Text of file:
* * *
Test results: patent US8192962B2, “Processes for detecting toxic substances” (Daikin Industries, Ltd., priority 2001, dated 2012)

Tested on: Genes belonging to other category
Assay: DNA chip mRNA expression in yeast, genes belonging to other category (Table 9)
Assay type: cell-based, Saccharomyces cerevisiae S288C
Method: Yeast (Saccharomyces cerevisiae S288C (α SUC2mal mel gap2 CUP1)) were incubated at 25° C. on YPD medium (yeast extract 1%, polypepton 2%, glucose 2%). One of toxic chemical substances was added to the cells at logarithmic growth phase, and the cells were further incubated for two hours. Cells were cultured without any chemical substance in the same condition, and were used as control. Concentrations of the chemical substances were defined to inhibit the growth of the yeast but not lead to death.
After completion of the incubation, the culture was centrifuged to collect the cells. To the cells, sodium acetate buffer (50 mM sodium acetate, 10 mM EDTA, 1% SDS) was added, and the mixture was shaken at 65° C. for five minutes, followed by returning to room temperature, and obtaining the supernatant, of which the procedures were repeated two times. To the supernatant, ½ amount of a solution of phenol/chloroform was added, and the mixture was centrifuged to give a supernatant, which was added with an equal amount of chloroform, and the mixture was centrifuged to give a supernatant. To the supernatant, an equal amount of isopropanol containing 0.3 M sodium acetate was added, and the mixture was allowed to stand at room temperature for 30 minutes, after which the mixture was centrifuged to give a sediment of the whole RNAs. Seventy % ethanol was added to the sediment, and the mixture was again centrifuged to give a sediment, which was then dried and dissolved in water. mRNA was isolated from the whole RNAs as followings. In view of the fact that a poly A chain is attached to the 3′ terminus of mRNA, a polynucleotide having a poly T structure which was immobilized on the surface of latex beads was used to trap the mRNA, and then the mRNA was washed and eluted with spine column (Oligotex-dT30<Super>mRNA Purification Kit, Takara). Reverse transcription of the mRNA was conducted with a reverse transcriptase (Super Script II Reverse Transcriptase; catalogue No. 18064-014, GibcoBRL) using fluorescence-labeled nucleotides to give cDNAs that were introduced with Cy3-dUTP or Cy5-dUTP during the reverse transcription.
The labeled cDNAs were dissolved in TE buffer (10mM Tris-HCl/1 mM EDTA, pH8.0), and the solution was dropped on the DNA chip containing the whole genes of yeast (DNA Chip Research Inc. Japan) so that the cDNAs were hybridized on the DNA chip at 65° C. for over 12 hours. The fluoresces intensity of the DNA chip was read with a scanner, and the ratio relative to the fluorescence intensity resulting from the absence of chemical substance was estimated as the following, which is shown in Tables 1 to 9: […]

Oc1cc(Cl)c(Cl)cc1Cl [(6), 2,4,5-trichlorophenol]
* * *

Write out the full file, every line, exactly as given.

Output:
Test results: patent US8192962B2, “Processes for detecting toxic substances” (Daikin Industries, Ltd., priority 2001, dated 2012)

Tested on: Genes belonging to other category
Assay: DNA chip mRNA expression in yeast, genes belonging to other category (Table 9)
Assay type: cell-based, Saccharomyces cerevisiae S288C
Method: Yeast (Saccharomyces cerevisiae S288C (α SUC2mal mel gap2 CUP1)) were incubated at 25° C. on YPD medium (yeast extract 1%, polypepton 2%, glucose 2%). One of toxic chemical substances was added to the cells at logarithmic growth phase, and the cells were further incubated for two hours. Cells were cultured without any chemical substance in the same condition, and were used as control. Concentrations of the chemical substances were defined to inhibit the growth of the yeast but not lead to death.
After completion of the incubation, the culture was centrifuged to collect the cells. To the cells, sodium acetate buffer (50 mM sodium acetate, 10 mM EDTA, 1% SDS) was added, and the mixture was shaken at 65° C. for five minutes, followed by returning to room temperature, and obtaining the supernatant, of which the procedures were repeated two times. To the supernatant, ½ amount of a solution of phenol/chloroform was added, and the mixture was centrifuged to give a supernatant, which was added with an equal amount of chloroform, and the mixture was centrifuged to give a supernatant. To the supernatant, an equal amount of isopropanol containing 0.3 M sodium acetate was added, and the mixture was allowed to stand at room temperature for 30 minutes, after which the mixture was centrifuged to give a sediment of the whole RNAs. Seventy % ethanol was added to the sediment, and the mixture was again centrifuged to give a sediment, which was then dried and dissolved in water. mRNA was isolated from the whole RNAs as followings. In view of the fact that a poly A chain is attached to the 3′ terminus of mRNA, a polynucleotide having a poly T structure which was immobilized on the surface of latex beads was used to trap the mRNA, and then the mRNA was washed and eluted with spine column (Oligotex-dT30<Super>mRNA Purification Kit, Takara). Reverse transcription of the mRNA was conducted with a reverse transcriptase (Super Script II Reverse Transcriptase; catalogue No. 18064-014, GibcoBRL) using fluorescence-labeled nucleotides to give cDNAs that were introduced with Cy3-dUTP or Cy5-dUTP during the reverse transcription.
The labeled cDNAs were dissolved in TE buffer (10mM Tris-HCl/1 mM EDTA, pH8.0), and the solution was dropped on the DNA chip containing the whole genes of yeast (DNA Chip Research Inc. Japan) so that the cDNAs were hybridized on the DNA chip at 65° C. for over 12 hours. The fluoresces intensity of the DNA chip was read with a scanner, and the ratio relative to the fluorescence intensity resulting from the absence of chemical substance was estimated as the following, which is shown in Tables 1 to 9: […]

Oc1cc(Cl)c(Cl)cc1Cl [(6), 2,4,5-trichlorophenol]